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Tag Archives: sled dogs
The organization Mush with P.R.I.D.E., established in 1991 as an organization of mushers who were concerned about the care of sled dogs and public perceptions of mushing, supports the responsible care and humane treatment of all dogs, and is dedicated to enhancing the care and treatment of sled dogs in their traditional and modern uses. Continue reading
Prologue: Tribute to a Sled Dog, from “Sled dog : and other poems of the North,” by Charles E. Gillham, associate editor of Field & Stream magazine, an outdoor writer and game biologist. In 1934 he transferred to the Canadian Arctic as a Federal waterfowl biologist, and his arctic service resulted in four books, “The Raw North,” “Sled Dog,” “Beyond the Clapping Mountains” and “Medicine Men of Hooper Bay.” He left Alaska in 1945. Continue reading
Nationally, our Historic Trails commemorate major routes of exploration, migration, trade, communications, and military actions that formed America, and only 16 trails in the U.S. have been honored as National Historic Trails. The Iditarod is the only Alaskan trail in the National system, and the only Historic Trail celebrating the indispensable role played by man’s best friend in America’s Last Great Gold Rush. Without dependable sled dogs hauling freight, passengers, mail and more, the history of Alaska and the north country would have been quite different. Continue reading
From 2007 to 2012 I travelled across Alaska to visit veteran mushers from the 1973 race who would share their memories of what has since become known as “The Last Great Race on Earth.” The bulk of my book is comprised of the verbatim words of these intrepid men who drove their teams on that first journey to Nome in 1973, captured through recorded and videotaped interviews and many notes and follow-up letters and emails. Continue reading
True stories include Alaskan mail carrier Eli Smith’s epic trip to Washington, D.C., Alaska Nellie’s daring rescue of a lost mail carrier, the Rev. Samuel Hall Young’s 1913 trip over the Iditarod Trail, and Territorial Judge James Wickersham’s 1901 dogsled trip down the frozen Yukon River from Eagle to Rampart. Fascinating stories of Alaska’s history as seen from the runners of a dogsled! Continue reading
The documentary ‘Icebound’ is the story of the 1925 Serum Run, a heroic testament to the human spirit, and to the dogs of the far north. But beyond the legend lies a complex tale, filled with irony, tragedy, and myth. Continue reading
Ernest de Koven Leffingwell was a joint commander, with Ejnar Mikkelsen, of the 1906-1908 Anglo-American Polar Expedition, which established that, contrary to long-held myths and stories, there was no land north of Alaska.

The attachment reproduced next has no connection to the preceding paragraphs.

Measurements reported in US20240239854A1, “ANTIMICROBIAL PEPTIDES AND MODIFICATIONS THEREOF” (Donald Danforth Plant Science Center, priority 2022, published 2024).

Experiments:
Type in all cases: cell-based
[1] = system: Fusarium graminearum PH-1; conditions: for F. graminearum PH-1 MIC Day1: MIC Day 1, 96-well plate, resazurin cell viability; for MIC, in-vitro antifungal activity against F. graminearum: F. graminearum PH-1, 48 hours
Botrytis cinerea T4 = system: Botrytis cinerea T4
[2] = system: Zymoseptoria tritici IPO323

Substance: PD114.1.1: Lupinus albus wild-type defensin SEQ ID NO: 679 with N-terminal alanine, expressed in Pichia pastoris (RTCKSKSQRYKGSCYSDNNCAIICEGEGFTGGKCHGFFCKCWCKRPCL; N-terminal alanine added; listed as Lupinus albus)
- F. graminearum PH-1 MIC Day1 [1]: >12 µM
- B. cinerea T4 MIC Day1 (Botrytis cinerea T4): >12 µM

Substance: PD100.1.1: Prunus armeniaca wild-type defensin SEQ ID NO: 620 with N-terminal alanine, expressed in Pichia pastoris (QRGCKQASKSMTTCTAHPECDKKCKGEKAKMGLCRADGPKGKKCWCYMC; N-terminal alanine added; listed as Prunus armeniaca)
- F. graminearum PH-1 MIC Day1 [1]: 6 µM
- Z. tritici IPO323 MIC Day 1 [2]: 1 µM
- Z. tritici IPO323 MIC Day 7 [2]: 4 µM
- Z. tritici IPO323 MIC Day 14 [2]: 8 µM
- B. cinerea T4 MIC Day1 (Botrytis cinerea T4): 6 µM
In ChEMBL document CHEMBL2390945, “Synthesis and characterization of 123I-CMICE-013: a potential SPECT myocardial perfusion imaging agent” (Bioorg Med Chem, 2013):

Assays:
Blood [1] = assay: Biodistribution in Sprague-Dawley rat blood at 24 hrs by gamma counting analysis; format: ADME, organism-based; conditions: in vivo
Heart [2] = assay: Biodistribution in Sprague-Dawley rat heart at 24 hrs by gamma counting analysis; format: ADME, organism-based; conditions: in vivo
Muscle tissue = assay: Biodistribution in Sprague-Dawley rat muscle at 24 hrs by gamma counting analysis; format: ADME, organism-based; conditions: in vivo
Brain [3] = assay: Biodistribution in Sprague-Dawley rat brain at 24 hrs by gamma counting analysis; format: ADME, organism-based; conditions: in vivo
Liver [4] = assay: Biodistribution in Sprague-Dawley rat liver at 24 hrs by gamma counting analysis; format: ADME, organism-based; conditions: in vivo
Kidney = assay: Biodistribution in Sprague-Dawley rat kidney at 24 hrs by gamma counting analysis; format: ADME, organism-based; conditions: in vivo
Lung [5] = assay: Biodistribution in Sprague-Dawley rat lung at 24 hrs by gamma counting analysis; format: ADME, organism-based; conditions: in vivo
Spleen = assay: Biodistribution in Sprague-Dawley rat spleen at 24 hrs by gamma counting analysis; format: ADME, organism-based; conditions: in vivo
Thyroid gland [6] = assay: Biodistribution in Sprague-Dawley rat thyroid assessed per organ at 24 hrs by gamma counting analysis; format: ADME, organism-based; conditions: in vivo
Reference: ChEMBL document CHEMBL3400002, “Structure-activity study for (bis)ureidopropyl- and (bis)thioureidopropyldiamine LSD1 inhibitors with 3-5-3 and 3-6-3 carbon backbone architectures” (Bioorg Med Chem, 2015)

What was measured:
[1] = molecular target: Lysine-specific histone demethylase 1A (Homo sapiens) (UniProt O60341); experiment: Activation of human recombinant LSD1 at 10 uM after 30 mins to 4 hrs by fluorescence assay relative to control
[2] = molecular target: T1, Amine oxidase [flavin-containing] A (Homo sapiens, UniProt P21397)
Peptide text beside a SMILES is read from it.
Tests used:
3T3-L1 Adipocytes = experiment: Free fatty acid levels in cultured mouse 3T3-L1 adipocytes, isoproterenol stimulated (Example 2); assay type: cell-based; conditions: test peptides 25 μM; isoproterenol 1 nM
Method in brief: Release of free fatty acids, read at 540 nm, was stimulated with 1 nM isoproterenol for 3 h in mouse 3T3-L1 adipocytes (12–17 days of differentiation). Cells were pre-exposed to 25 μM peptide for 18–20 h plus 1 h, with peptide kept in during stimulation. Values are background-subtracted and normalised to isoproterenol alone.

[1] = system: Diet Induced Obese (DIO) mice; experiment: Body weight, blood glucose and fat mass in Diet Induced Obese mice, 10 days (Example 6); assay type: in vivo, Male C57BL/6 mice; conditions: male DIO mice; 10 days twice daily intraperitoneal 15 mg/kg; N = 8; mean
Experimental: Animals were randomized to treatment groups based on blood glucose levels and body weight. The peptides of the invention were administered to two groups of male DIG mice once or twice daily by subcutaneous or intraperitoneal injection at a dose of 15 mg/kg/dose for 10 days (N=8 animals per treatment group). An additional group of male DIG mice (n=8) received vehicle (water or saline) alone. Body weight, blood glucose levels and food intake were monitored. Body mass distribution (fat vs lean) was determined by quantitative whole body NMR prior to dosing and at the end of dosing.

Self-described as “the forgotten explorer,” as his efforts went largely unrecognized in his own time, Leffingwell is credited for later mapping about 150 miles of the Arctic coastline, between Point Barrow and Herschel Island, along with the adjacent Brooks Range, between 1906 and 1914. Continue reading
Alaskan Sled Dog Tales, by Helen Hegener, shares the important history of sled dogs in Alaska, highlighting the adventures of legendary mushers such as Leonhard Seppala, Scotty Allan, and ‘Iron Man” Johnson, and explaining how sled dogs were an integral part of historic events such as the 1925 Serum Run to Nome. True stories include Alaskan mail carrier Eli Smith’s epic trip to Washington, D.C., Alaska Nellie’s daring rescue of a lost mail carrier, the Rev. Samuel Hall Young’s 1913 trip over the Iditarod Trail, and Territorial Judge James Wickersham’s 1901 dogsled trip down the frozen Yukon River from Eagle to Rampart. Fascinating stories of Alaska’s history as seen from the runners of a dogsled, told by the adventurous souls who made the journeys.
“Musher after musher agrees that no one – racers or officials – knew what to expect.” ~Bill Sherwonit in Iditarod: The Great Race to Nome (Alaska Northwest Books, 1991) The First Iditarod Mushers’ Tales From the 1973 Race On a … Continue reading
Now available in a print replica Kindle edition, Long Hard Trails and Sled Dog Tales is a memoir of sorts, an adventure story to be sure, and a look at what it’s like to follow a winning sled dog team across the Canadian and Alaskan wilderness.
Award-winning author Helen Hegener hitched her wagon to a star: The legendary four-time Iditarod and Yukon Quest champion Lance Mackey, beginning with his bid for a fourth Yukon Quest title in 2008. Lance would go on to make sled dog racing history, and Helen would go on to build a publishing company specializing in the history of Alaska. Continue reading